Comfort vs. Complacency (part 1)

Stacked bank accounts. Three square meals a day. Nice cars. Nice homes. Good jobs. Steady income. Steady schedule. Steady pretty much everything.

Such a list often encapsulates American Christianity, and all sorts of people are eager to point out how such things inhibit the Christian life. Of course, Jesus was the first person to suggest such an idea (Matt. 19:24). When we look at Christianity in the West, this tends to be the attitude that colors our perspective. Two distinct and popular views about Christians and wealth have been in our cultural focus for the last decade or so. One is that wealth is necessary or a demonstration of God’s favor. The other is that wealth is an extraordinary evil that should be despised and needs to be overcome.

Now, in talking about wealth, there are a variety of different things that can either be understood within the context of wealth or that can be extrapolated so as to fall into the same arena in which these two views concentrate. Such things include: health, sense of purpose, security in life, self-confidence, etc. Not every aspect of wealth must pertain to the strictly physical.

Yet, many people who will denigrate the American church for its “prosperity Gospel” often do not or will not consider the ramifications for these other kinds of wealth and likely would not like to apply their criticism against these material doctrines to the realm of spirituality. Do those who claim that the Christian faith will make a person spiritually whole, however, not fall into a very similar if not the exact same trap of those who preach about material prosperity as a corollary to Christian faith?

For some denominations of the Christian faith, this sort of promise rests on physical healing and other signs. Others cater to a form of emotional peace that rids a person’s life of anxiety. Still others focus on the security of one’s destination in the afterlife. Now, is it fair to call out such aspects as being identical to the prosperity Gospel that so many people despise? I believe so.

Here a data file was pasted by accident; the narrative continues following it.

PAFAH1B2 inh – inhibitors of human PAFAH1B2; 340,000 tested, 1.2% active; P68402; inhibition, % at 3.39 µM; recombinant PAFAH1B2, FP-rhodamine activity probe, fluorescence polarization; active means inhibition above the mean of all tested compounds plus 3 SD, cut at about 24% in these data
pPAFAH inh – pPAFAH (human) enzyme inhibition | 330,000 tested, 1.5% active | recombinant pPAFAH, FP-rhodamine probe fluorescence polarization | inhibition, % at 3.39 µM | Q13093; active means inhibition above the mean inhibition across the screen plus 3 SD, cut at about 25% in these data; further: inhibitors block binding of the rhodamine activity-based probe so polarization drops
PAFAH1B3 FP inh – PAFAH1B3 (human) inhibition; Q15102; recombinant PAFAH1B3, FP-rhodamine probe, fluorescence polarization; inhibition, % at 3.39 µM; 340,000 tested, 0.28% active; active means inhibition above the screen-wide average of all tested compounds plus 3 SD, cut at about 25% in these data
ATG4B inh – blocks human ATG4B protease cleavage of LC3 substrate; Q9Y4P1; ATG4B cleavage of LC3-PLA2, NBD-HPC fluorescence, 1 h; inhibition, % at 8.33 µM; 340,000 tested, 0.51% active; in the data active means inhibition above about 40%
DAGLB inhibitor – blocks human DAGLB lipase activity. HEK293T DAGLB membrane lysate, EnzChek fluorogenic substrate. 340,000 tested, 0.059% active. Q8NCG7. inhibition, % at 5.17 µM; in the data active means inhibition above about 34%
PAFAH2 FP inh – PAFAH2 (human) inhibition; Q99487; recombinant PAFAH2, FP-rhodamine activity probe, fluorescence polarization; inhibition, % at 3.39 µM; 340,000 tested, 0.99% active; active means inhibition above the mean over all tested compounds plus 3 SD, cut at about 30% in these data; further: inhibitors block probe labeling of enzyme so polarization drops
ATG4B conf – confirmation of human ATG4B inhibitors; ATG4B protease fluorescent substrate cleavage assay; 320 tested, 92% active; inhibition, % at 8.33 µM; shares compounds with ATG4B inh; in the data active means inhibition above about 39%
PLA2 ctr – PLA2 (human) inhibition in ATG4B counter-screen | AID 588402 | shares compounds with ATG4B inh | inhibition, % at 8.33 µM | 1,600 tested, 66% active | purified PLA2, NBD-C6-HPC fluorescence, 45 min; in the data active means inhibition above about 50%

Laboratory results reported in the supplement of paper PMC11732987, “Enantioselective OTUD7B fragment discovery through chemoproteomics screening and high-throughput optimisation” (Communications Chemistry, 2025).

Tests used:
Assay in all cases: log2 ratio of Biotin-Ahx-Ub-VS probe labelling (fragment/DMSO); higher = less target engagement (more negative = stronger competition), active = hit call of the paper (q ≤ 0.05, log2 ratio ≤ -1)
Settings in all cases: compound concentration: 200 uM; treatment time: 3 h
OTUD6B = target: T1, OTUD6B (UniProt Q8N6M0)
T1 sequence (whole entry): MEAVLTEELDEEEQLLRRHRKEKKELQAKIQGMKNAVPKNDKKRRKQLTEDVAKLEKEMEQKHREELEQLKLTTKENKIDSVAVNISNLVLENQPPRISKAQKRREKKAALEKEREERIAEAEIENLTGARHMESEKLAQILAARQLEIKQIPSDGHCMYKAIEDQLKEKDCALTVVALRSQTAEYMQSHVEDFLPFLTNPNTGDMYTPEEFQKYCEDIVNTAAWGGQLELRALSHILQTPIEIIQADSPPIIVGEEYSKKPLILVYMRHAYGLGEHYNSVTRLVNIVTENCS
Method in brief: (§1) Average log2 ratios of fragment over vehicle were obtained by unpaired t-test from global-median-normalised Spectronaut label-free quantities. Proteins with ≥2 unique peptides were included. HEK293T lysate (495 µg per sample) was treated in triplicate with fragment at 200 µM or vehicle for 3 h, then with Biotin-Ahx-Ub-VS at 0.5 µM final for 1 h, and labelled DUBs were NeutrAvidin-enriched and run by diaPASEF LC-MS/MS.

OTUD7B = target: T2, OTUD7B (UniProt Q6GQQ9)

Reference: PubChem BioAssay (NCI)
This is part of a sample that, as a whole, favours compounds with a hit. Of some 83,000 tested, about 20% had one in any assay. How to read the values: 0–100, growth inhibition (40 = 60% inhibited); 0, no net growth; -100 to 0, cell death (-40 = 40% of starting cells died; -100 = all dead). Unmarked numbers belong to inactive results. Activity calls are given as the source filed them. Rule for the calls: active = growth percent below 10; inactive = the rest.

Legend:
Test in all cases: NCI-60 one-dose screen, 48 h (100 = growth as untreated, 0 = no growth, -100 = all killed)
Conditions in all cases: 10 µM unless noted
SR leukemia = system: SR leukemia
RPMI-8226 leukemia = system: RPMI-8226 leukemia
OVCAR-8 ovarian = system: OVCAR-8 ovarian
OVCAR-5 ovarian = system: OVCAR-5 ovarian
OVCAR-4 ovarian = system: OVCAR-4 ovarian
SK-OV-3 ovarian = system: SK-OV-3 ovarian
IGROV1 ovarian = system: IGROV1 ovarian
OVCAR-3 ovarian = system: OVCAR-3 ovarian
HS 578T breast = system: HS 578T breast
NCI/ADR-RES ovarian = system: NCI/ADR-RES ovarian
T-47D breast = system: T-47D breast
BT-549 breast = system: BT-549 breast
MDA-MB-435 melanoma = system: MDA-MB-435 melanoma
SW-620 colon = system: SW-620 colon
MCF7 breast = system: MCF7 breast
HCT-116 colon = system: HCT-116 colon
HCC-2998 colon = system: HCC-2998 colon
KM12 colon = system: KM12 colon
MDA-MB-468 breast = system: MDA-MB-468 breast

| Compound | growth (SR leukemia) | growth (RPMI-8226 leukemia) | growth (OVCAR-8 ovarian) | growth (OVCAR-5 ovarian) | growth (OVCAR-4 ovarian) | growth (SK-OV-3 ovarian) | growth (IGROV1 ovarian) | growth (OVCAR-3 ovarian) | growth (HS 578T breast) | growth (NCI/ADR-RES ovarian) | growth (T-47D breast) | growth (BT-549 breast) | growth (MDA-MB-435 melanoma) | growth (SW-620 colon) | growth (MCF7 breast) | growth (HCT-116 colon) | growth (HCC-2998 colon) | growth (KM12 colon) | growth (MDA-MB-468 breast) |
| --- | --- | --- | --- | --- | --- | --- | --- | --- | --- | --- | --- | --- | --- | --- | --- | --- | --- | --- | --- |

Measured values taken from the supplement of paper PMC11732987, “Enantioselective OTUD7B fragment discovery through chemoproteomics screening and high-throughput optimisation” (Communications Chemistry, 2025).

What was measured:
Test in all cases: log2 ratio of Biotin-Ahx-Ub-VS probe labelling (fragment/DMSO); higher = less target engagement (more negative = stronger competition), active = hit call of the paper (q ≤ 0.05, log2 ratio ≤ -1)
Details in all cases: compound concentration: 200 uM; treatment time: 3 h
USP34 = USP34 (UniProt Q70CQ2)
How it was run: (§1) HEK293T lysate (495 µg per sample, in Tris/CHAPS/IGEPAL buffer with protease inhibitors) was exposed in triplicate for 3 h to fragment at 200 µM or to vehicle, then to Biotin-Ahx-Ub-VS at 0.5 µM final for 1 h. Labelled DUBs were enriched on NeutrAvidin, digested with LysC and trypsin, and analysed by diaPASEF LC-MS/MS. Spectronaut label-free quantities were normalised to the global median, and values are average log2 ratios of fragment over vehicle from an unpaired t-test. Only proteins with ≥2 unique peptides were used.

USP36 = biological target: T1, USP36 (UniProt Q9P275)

As someone who has grown up and church and been around it now for a while, I have heard several different claims that use the same language as those prosperity preachers. A demonstration of signs, such as speaking in tongues or healing, represent true (or at least deeper) faith, and those who have them are on a higher spiritual plane. I have heard that before. If you struggle with depression or anxiety in some way, then something must be seriously wrong in your relationship with God. I have heard this before. If you’re only 99% sure that you know Jesus, then you’re 100% going to hell. Believe it or not, I have heard this before (and that as a child; imagine my terror).

Prosperity Gospel takes on many different forms. In light of the above examples, the idea of monetary security actually seems like one of the most harmless versions of it. Still, those who preach it are often lambasted while their critics go about preaching their own brand of prosperity without giving it a second thought.

The truth is that Jesus does promise a lot of things to those who follow him. He tells his followers not to worry about what they will eat or drink (physical concerns; Matt. 6:25). He says that we are not to be anxious about tomorrow (emotional concerns; Matt. 6:34). In the passage about the rich, young ruler, Jesus answers the question about eternal life, showing him that there is a way to be certain (eternal concerns; Luke 18:18-30).

If Jesus makes such promises, should we not be preaching some form of prosperity Gospel? In light of what we have seen from the monetary prosperity folks and the criticism they have received, most Christians will likely be hesitant to answer yes to that question. So, what are we to do?

We’ll keep looking at this topic in the coming days.

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